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Akobian’s productive July
Question of the Day
July still has 10 days to go, but the month is already shaping up as a very productive one for California GM Varuzhan Akobian.
As noted here last week, Akobian won a nine-player speed playoff to take the World Open trophy in Philadelphia in a tourney that concluded July 4. This week, the 24-year-old Akobian is on the verge of qualifying for the 2007 FIDE Knockout World Cup through a strong performance at the fourth Americas Continental Championships, concluding now in Cali, Colombia.
The top seven finishers in Cali qualify for the prestigious World Cup event in November in Russia, and U.S. GMs Alexander Ivanov, Sergey Kudrin and Akobian have been at or near the top of the scoreboard throughout the 11-round event. Akobian also played one of the event’s more entertaining games, defeating former Canadian champ GM Kevin Spraggett in an epic struggle.
This offbeat Dutch is a nice break from the long parade of Sicilians and Slavs in top-flight chess, and Akobian responds appropriately with an offbeat idea to hide his king in the center as he pushes his queenside attack. White’s 24. Rb2 g5 25. Nxh5! seems to trap his own piece on the edge of the board, but the knight serves as a useful diversion as Akobian breaks through with a piece sacrifice on the other flank.
Thus: 27. b5! cxb5 (Rxh5? 28. bxa6 bxa6 29. Rb7+ Bxb7 30. Rxb7+ Ka8 31. Be4! leads to mate) 28. Bxb5! axb5 29. Rxb5, and again the knight is immune on account of 29…Rxh5? 30. Rb7+ Bxb7 30. Rxb7+ Ka8 31. Rb6, winning. With 29…Ng8 30. Rb6 Qc7 31. Qb5, White exerts maximum pressure along the b-file, and White’s threat of a5-a6 leads Spraggett to surrender his queen for two rooks.
But White picks up another piece with 38. Qd8+ Ka7 39. c6! (and not 39. Nxf6? Nxf6 40. Qxh8 Be4 41. Qxf6 Rb1+ 42. Kd2 Rb2+, with a perpetual check) Rb5 40. Qd7+ Kb6 41. c7 Ne7 42. Qxe7, and keeps the edge with a cute finesse: 44. Kd2 Ra8 45. c8=N+! (queening throws the game away on 45. c8=Q?? Ra2+ 46. Ke3 Re1+ 47. Kd4 Rd2 mate) Rxc8 46. Qxf6+ Kb5 47. Qg7 Ka6 48. fxg5, obtaining a massive kingside pawn flotilla and freeing the impudent knight in the bargain.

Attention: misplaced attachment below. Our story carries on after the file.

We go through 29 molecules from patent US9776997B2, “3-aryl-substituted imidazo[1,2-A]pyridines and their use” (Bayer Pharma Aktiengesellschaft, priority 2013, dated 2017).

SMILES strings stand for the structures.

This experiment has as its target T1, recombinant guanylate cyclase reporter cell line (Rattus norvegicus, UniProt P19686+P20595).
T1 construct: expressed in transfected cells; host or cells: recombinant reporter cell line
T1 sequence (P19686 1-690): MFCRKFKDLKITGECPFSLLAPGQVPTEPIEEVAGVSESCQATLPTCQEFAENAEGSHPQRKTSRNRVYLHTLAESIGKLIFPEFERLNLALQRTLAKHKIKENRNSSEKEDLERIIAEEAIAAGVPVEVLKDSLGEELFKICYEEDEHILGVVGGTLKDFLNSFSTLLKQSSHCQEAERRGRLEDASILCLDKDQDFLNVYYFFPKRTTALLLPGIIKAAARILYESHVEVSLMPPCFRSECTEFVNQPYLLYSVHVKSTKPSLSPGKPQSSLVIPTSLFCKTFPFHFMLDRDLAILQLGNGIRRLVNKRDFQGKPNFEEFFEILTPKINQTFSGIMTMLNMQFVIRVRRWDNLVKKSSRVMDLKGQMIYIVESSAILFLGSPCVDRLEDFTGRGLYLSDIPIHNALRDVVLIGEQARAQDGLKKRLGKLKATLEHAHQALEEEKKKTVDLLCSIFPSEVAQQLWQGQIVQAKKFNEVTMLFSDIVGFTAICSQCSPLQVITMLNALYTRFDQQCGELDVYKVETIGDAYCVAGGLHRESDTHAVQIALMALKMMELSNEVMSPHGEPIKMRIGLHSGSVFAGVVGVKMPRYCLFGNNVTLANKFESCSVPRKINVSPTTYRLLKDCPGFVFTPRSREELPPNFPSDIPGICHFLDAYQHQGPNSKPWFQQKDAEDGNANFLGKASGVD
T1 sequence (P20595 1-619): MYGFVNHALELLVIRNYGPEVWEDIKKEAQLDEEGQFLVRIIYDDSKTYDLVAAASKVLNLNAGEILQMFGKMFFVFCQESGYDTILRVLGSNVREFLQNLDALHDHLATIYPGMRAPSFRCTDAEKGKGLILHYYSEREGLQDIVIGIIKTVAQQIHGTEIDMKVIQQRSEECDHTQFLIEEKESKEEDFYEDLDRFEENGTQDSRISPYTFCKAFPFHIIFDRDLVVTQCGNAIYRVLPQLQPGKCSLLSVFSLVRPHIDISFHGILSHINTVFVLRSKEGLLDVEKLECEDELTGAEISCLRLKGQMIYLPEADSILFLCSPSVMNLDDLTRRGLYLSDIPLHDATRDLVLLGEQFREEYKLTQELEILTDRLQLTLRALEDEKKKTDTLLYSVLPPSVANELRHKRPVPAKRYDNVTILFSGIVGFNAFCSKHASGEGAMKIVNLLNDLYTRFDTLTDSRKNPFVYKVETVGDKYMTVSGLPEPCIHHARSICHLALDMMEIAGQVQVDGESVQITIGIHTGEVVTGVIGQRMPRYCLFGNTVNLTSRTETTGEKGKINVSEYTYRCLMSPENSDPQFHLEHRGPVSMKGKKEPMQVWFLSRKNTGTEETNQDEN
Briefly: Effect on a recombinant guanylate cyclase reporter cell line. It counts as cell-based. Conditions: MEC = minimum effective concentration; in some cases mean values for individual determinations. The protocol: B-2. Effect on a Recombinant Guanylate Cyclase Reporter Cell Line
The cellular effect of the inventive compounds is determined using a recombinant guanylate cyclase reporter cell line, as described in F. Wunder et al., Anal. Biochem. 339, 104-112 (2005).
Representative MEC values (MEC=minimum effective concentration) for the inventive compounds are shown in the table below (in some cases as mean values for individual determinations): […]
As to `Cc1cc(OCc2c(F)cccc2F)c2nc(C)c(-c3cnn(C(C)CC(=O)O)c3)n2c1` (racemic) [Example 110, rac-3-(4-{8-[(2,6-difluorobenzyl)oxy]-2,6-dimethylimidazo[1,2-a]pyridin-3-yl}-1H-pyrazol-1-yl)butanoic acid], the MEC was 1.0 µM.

Black’s rooks and bishop can bat the White king around a bit, but the outcome isn’t in doubt. After 68. Qxd5+ Ka4 69. Kg2, the Black rook has nowhere to hide on the h-file, and after the spite capture 69…Rxh7, Spraggett resigned.
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Maryland WIM Battsetseg Tsagaan, a graduate of the University of Maryland-Baltimore County chess factory, was the surprise early leader at the 2007 U.S. women’s national championships now concluding in Stillwater, Okla. Tsagaan won three of her first four games, but lost to pretourney favorite IM Irina Krush in Thursday’s Round 5 to fall back to third place. Krush is tied for first with WGM Katerina Rohonyan, another UMBC alumna, at 4½-1½, with three rounds to go at mid-week.
We’ll have a full wrap-up of the tourney in the coming weeks.
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Israeli GM Sergey Erenburg, who is now attending UMBC, took first place in a rare U.S. invitational earlier this month. Erenburg went 6½-2½ to edge GM Leonid Yudasin by a half-point in the first New Jersey Futurity International in Parsippany.
Newly crowned U.S. cadet champ Evan Ju had a sensational tournament. The 15-year-old New Jersey expert just missed an international master norm with a 4½-4½ result, which included victories over two IMs and GM Gennadi Zaitchik. Ju’s win over Zaitchik was perhaps his most impressive, a 26-move wipeout of a veteran grandmaster.
White’s 9. Qxd4 Qa5 10. e5!? shows he is not afraid to mix it up with his opponent, despite a 300-point rating disadvantage. Ju seems to handle the supersharp position better than the grandmaster after 10…dxe5 11. fxe5 e6?! (Ng4 was a possibility now, with White having a choice of the simple 12. 0-0-0 or the ambitious 12. e6!? fxe6 13. Rd1 Qxg5 14. Qxd7+ Kf7 15. Rd2 g6) 12. exf6 Qxg5 13. Ne4 Qh6 14. Rd1 Bc6 15. fxg7 Bxg7 (Qxg7 16. Nd6+ Kd7 17. Nxf7+ Qxd4 18. Rxd4+ Ke7 19. Nxh8 Bg7 20. Rh4 Rxh8 21. c3 is better for White) 16. Nd6+ Kf8 (see diagram) 17. Qb4!, a key move in keeping White’s attack alive.
After 17…Qe3+ 18. Be2 a5 19. Qh4!, Zaitchik can’t move his attacked rook because of 19…Rb8 20. Qh5 Be8 (Qf4 21. Rf1) 21. Nxe8 Rxe8 (Kxe8 22. Rf1 Rf8 23. Qb5+ Ke7 24. Qd7 mate) 22. Rf1 f5 23. Rd7 Qc1+ 24. Kf2 Qf4+ 25. Kg1 Bd4+ 26. Kh1, winning.
By Mark Davis
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